• LO6. Explain muscle energy balance in terms of ATP demand and supply and explain fatigue during muscular exercise.

Graduate qualities

The graduate qualities are the qualities and skills that all University of Sydney graduates must demonstrate on successful completion of an award course. As a future Sydney graduate, the set of qualities have been designed to equip you for the contemporary world.

GQ1 Depth of disciplinary expertise

Deep disciplinary expertise is the ability to integrate and rigorously apply knowledge, understanding and skills of a recognised discipline defined by scholarly activity, as well as familiarity with evolving practice of the discipline.

GQ2 Critical thinking and problem solving

Critical thinking and problem solving are the questioning of ideas, evidence and assumptions in order to propose and evaluate hypotheses or alternative arguments before formulating a conclusion or a solution to an identified problem.

GQ3 Oral and written communication

Effective communication, in both oral and written form, is the clear exchange of meaning in a manner that is appropriate to audience and context.

GQ4 Information and digital literacy

Information and digital literacy is the ability to locate, interpret, evaluate, manage, adapt, integrate, create and convey information using appropriate resources, tools and strategies.

GQ5 Inventiveness

Generating novel ideas and solutions.

GQ6 Cultural competence

Cultural Competence is the ability to actively, ethically, respectfully, and successfully engage across and between cultures. In the Australian context, this includes and celebrates Aboriginal and Torres Strait Islander cultures, knowledge systems, and a mature understanding of contemporary issues.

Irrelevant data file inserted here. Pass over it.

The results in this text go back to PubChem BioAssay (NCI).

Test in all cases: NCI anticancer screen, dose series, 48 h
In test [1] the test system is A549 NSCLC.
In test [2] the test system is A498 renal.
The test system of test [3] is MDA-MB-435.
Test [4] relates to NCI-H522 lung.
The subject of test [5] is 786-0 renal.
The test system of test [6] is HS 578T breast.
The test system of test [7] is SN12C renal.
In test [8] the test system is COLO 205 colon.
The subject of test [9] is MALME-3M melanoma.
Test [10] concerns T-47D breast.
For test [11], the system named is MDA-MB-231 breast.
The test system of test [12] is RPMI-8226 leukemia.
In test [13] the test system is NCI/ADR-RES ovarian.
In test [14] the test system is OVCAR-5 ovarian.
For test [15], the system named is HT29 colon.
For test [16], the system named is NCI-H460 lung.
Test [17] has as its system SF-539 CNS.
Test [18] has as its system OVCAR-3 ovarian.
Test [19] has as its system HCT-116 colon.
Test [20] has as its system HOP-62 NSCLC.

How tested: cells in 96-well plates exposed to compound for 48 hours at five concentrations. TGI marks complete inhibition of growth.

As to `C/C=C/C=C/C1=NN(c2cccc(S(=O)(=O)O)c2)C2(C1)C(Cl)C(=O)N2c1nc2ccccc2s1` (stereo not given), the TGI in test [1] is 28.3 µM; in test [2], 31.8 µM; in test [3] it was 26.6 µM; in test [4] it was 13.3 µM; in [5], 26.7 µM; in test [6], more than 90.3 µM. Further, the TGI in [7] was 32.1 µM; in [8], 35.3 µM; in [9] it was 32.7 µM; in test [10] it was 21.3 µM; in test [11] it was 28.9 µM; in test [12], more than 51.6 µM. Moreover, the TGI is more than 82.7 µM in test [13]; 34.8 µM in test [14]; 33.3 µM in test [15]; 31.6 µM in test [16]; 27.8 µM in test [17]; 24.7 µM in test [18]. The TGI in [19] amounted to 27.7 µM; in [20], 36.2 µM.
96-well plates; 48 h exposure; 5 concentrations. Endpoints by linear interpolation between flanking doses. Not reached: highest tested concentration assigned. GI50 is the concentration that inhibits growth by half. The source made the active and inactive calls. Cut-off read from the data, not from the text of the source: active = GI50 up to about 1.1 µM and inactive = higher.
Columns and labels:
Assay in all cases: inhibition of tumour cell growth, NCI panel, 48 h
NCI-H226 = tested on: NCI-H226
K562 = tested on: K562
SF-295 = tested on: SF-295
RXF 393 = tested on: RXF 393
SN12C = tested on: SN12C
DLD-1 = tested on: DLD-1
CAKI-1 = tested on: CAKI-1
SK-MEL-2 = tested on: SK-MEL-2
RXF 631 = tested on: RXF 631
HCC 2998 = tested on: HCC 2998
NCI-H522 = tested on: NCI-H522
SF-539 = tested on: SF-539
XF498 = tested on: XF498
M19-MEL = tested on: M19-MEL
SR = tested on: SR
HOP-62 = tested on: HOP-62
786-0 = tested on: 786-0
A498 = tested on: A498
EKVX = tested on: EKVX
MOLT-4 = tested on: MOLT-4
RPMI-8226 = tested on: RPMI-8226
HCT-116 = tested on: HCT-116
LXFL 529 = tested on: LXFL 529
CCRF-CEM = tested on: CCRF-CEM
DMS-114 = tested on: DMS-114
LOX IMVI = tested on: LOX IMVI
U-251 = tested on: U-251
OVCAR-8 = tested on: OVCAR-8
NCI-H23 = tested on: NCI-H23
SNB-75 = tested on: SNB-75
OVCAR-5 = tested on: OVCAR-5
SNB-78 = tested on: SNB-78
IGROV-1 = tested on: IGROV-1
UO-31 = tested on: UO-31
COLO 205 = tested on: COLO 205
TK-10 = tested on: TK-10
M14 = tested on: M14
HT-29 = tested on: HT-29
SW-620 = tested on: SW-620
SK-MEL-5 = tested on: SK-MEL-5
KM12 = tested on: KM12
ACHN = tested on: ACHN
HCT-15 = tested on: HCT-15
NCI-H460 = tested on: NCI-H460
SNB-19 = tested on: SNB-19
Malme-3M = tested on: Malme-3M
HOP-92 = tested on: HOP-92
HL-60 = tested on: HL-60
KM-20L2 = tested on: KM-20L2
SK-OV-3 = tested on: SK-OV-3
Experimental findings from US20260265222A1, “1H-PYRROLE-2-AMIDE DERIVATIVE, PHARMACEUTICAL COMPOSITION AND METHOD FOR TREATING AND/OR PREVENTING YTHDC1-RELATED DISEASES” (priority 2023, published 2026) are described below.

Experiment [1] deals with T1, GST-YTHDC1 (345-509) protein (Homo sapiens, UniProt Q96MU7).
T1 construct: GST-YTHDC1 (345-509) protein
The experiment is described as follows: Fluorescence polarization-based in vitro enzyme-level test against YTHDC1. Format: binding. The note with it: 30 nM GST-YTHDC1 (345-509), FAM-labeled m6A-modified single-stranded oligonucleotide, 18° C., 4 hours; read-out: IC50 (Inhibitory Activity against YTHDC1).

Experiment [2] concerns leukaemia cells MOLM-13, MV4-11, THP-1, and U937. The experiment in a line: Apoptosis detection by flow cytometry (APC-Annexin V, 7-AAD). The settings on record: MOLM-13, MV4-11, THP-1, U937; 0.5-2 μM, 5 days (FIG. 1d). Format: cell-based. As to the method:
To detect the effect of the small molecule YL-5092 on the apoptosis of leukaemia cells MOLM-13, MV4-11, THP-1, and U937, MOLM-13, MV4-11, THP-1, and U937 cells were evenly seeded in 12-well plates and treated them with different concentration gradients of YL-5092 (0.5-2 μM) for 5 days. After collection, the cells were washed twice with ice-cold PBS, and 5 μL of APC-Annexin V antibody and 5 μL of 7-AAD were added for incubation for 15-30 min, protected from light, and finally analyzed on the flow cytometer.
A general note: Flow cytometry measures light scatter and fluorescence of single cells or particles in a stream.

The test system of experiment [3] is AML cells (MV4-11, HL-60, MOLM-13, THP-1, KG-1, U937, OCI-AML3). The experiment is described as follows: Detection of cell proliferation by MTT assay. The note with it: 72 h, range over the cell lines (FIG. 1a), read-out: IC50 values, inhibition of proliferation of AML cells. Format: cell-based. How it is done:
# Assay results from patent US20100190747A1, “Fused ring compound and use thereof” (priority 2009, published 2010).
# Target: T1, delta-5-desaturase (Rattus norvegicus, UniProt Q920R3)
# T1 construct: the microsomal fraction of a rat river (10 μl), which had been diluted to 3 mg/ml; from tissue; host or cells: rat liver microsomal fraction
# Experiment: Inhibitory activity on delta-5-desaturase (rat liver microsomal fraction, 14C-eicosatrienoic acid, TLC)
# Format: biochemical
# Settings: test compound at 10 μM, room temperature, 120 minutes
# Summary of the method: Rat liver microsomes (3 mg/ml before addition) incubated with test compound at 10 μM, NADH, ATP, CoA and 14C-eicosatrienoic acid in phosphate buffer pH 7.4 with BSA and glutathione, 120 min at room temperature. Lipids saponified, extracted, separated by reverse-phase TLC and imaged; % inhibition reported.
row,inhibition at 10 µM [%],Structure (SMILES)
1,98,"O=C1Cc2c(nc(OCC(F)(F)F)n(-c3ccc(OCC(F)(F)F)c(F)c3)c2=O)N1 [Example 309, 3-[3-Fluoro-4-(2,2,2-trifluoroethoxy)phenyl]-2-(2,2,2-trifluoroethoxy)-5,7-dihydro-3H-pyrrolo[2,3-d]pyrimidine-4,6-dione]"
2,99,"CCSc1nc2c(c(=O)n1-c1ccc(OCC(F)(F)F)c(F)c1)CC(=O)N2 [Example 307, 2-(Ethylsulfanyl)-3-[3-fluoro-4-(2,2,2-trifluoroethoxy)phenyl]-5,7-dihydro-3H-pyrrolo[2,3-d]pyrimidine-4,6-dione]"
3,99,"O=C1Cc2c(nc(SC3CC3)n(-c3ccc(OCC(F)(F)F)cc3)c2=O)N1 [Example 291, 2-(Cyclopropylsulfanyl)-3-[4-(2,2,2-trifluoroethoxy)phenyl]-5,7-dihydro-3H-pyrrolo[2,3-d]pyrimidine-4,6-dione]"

GQ7 Interdisciplinary effectiveness

Interdisciplinary effectiveness is the integration and synthesis of multiple viewpoints and practices, working effectively across disciplinary boundaries.

GQ8 Integrated professional, ethical, and personal identity

An integrated professional, ethical and personal identity is understanding the interaction between one’s personal and professional selves in an ethical context.

GQ9 Influence

Engaging others in a process, idea or vision.

Outcome map

Learning outcomes Graduate qualities
GQ1 GQ2 GQ3 GQ4 GQ5 GQ6 GQ7 GQ8 GQ9

This section outlines changes made to this unit following staff and student reviews.

Students commented that last year there was a lack of specific comments on the face-to-face student presentation of a resistance training RTC. This year a feedback system will be implemented so students can receive comments from both markers.

This unit of study may require you to attend a teaching activity timetabled in teaching venues installed with the University’s Clinical Recording and Observation System (CROS) in the Susan Wakil Health Building. Students should be aware of the privacy and information management implications of this system. For more information, please refer to the University’s Privacy Statement.

Work, health and safety

Practicals and tutorials will conform to current Convid-19 safety precautions and recommendations.

Disclaimer

The University reserves the right to amend units of study or no longer offer certain units, including where there are low enrolment numbers.

To help you understand common terms that we use at the University, we offer an online glossary.